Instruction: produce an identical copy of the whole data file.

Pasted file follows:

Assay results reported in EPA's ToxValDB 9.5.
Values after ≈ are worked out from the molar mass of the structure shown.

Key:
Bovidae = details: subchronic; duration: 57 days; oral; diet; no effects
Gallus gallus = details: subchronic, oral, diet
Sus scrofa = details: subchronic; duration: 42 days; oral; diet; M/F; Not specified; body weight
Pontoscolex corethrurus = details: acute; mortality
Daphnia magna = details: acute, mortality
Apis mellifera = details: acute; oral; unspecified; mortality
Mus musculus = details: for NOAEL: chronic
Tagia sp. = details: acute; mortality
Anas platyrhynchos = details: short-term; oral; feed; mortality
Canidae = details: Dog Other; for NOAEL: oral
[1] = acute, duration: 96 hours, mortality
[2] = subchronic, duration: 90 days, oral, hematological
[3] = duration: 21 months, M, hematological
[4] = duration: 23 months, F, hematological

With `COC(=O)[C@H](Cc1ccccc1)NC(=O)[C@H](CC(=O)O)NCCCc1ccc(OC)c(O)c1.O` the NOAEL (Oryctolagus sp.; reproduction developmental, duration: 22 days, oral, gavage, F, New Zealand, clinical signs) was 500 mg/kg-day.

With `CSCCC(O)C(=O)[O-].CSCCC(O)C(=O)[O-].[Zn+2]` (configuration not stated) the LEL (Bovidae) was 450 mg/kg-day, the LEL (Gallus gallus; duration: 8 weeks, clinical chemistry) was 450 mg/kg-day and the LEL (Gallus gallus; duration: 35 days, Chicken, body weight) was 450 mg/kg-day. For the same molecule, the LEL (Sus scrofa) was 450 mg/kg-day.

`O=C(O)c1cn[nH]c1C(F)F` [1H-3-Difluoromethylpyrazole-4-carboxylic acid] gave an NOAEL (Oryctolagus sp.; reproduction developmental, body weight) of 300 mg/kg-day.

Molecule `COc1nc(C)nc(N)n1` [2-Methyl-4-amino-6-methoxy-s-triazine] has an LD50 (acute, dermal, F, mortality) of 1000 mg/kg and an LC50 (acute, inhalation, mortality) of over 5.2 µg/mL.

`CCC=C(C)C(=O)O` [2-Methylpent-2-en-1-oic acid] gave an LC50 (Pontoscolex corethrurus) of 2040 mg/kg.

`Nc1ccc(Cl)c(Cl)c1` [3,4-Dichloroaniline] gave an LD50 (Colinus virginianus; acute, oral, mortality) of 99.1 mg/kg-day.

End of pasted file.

Assay results reported in EPA's ToxValDB 9.5.
Values after ≈ are worked out from the molar mass of the structure shown.

Key:
Bovidae = details: subchronic; duration: 57 days; oral; diet; no effects
Gallus gallus = details: subchronic, oral, diet
Sus scrofa = details: subchronic; duration: 42 days; oral; diet; M/F; Not specified; body weight
Pontoscolex corethrurus = details: acute; mortality
Daphnia magna = details: acute, mortality
Apis mellifera = details: acute; oral; unspecified; mortality
Mus musculus = details: for NOAEL: chronic
Tagia sp. = details: acute; mortality
Anas platyrhynchos = details: short-term; oral; feed; mortality
Canidae = details: Dog Other; for NOAEL: oral
[1] = acute, duration: 96 hours, mortality
[2] = subchronic, duration: 90 days, oral, hematological
[3] = duration: 21 months, M, hematological
[4] = duration: 23 months, F, hematological

With `COC(=O)[C@H](Cc1ccccc1)NC(=O)[C@H](CC(=O)O)NCCCc1ccc(OC)c(O)c1.O` the NOAEL (Oryctolagus sp.; reproduction developmental, duration: 22 days, oral, gavage, F, New Zealand, clinical signs) was 500 mg/kg-day.

With `CSCCC(O)C(=O)[O-].CSCCC(O)C(=O)[O-].[Zn+2]` (configuration not stated) the LEL (Bovidae) was 450 mg/kg-day, the LEL (Gallus gallus; duration: 8 weeks, clinical chemistry) was 450 mg/kg-day and the LEL (Gallus gallus; duration: 35 days, Chicken, body weight) was 450 mg/kg-day. For the same molecule, the LEL (Sus scrofa) was 450 mg/kg-day.

`O=C(O)c1cn[nH]c1C(F)F` [1H-3-Difluoromethylpyrazole-4-carboxylic acid] gave an NOAEL (Oryctolagus sp.; reproduction developmental, body weight) of 300 mg/kg-day.

Molecule `COc1nc(C)nc(N)n1` [2-Methyl-4-amino-6-methoxy-s-triazine] has an LD50 (acute, dermal, F, mortality) of 1000 mg/kg and an LC50 (acute, inhalation, mortality) of over 5.2 µg/mL.

`CCC=C(C)C(=O)O` [2-Methylpent-2-en-1-oic acid] gave an LC50 (Pontoscolex corethrurus) of 2040 mg/kg.

`Nc1ccc(Cl)c(Cl)c1` [3,4-Dichloroaniline] gave an LD50 (Colinus virginianus; acute, oral, mortality) of 99.1 mg/kg-day.